“I pack my things while I’m out my baby, Thomas D is on the road and he has a tailwind.” That’s right, that’s how they rapped in the ’90s! “Heeyy hooo,” you inevitably think, and also gently remember the corresponding dance moves.
Thomas Dee, who helped create German rap with Fantastischen Vier in the 1990s, was part of Friday’s Elbjazz Festival program. Behind him is the Hamburg band “The KBCS” who interpreted his songs from Fanta 4 Cosmos in a new and unconventional way. Some of the visitors could be heard whispering and whispering in their eyes, “This is not jazz for me.” They moved. There was a lot to see.
No musical adventures in Al-Bajaz 2022
Reviving the Hamburg tradition in the third year of the epidemic was a risk. The music audience behaves unexpectedly, the festival machine stumbles. Labor market in the event industry: clean. Many specialists re-orientated themselves in other sectors during the long break. Organized duo FKP Scorpio (Hurricane or Highfield Festival) and Karsten Jahnke Konzertdirektion (Stadtpark Open Air) have done a bit of experimentation with this festival’s lineup.
An artist like Thomas D has nominated for the social girl of the ’90s beyond major rock festivals, and Melody Gardot’s sweet Brazilian jazz breeze has heightened people who say, “Actually, I don’t like jazz, but…” Bristol’s clean brilliance by Miles Sanko, which everyone who has heard of Gregory Porter should love – high-shine jazz, as consensual as possible. Curious musical adventurers weren’t entirely happy, but the concept worked.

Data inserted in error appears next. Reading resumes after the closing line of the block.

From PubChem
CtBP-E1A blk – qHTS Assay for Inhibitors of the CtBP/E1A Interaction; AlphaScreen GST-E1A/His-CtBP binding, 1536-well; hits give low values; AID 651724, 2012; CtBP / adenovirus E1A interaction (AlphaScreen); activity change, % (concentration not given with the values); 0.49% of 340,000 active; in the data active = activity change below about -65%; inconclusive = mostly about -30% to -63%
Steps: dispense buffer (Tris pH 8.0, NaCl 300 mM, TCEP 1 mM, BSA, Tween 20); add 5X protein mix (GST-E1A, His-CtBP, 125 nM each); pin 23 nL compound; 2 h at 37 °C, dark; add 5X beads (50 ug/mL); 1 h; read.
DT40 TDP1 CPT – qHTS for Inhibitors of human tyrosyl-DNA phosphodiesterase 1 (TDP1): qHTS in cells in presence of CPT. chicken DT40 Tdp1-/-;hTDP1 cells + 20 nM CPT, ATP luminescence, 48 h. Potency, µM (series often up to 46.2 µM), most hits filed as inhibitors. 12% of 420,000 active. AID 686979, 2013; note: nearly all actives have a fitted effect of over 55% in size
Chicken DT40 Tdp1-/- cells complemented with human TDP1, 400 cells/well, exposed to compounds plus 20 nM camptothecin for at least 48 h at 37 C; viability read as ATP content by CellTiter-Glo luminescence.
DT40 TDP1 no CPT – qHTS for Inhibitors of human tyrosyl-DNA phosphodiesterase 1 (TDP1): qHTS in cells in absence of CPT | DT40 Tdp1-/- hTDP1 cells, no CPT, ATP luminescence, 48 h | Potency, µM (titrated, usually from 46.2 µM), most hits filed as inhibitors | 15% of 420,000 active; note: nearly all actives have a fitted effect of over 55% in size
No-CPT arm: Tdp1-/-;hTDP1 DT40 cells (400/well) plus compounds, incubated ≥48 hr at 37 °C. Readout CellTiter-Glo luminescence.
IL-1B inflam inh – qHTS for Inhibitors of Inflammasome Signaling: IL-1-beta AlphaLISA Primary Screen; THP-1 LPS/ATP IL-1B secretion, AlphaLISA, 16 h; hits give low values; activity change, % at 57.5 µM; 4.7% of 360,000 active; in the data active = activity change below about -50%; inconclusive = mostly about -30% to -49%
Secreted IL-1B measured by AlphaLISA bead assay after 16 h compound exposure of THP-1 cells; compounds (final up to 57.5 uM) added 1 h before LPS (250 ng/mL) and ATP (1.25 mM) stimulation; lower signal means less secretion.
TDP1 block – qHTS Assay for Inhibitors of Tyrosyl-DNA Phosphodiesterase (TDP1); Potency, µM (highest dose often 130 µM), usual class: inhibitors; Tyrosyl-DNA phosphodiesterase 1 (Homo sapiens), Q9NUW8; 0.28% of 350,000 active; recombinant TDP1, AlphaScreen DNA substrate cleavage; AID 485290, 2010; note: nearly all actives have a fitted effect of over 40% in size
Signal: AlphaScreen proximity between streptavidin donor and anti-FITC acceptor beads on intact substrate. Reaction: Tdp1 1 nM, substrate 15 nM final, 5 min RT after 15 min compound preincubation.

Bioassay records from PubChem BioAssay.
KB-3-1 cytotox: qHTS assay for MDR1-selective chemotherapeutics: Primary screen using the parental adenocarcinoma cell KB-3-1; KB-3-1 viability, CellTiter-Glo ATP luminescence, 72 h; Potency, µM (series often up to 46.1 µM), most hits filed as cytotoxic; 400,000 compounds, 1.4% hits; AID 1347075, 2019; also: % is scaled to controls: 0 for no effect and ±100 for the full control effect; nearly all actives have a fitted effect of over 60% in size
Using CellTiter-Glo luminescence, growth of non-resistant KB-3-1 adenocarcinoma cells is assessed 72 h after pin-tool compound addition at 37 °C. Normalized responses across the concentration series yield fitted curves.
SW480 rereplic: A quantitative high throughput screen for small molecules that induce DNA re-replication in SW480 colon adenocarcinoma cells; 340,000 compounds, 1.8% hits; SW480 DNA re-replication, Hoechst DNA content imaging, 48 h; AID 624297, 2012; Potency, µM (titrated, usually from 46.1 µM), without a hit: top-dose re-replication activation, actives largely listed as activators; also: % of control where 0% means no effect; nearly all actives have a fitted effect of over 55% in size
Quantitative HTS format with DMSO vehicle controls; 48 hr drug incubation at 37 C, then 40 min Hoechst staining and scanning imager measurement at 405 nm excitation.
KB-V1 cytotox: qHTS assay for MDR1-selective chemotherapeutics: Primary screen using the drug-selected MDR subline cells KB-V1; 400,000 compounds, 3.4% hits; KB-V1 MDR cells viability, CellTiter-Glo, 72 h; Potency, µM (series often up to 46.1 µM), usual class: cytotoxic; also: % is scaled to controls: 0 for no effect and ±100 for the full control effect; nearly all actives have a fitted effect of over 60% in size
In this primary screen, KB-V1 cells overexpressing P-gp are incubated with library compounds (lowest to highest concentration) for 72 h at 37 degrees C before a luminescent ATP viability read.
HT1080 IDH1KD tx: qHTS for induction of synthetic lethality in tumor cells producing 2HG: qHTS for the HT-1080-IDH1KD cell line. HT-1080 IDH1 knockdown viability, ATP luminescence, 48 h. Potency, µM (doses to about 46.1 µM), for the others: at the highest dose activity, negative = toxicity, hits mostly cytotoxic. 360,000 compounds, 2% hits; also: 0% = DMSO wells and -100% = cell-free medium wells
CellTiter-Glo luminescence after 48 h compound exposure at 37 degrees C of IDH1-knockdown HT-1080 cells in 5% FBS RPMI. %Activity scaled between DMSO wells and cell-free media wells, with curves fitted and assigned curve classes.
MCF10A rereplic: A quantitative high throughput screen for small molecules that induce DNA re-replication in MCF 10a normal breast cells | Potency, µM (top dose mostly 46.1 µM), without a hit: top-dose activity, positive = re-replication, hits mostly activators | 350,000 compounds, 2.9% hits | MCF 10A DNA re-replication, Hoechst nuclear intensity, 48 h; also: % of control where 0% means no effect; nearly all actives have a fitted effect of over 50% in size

Mixing in the crowd of jazz is amazing
At the latest, as the sun turned the sky over golden Plum and Voss, you could feel the gentle Elbe breeze on your face and the industrial backdrop of the shipyard sparkling with vivid colours, and it became clear exactly what had been missing in recent years: a great musical experience together. 11,000 visitors attended the beginning of the festival in the port.
The audience mix was astonishing: elderly jazz connoisseurs in transitional jackets, young children with oversized earmuffs, and teenagers in bell bottoms, who may have witnessed their first festival here. “You have to write how wonderful it is, we are here with three generations and everyone is happy,” one mother told the NDR reporter. Her 13-year-old daughter was dancing to Jazanova’s Groove—another ’90s set. If the exact lineup makes this experiment possible, it means that it has achieved its most important goals.
More Courage in the Jazz 2023
The Mauskovic dance troupe from Holland belongs to the neo-krautrock movement that originated in techno culture. In his mid-twenties, keyboardist Simon Oslender sought two jazz veterans as a supporting band. He plays electric jazz from the late 1970s with Wolfgang Haffner (Doldingers Passport) and Will Lee (James Brown, George Benson). Now “Fusion” is very popular again, especially among young people. “Post-genre” is the name given to this effect, which occurs when an entire generation carries the world’s music in its pockets.
As the audience looks like they’re back, you can bend over the window in 2023. Because no matter what kind of jazz: the music needs a remote, weird, it needs confrontation and experimentation.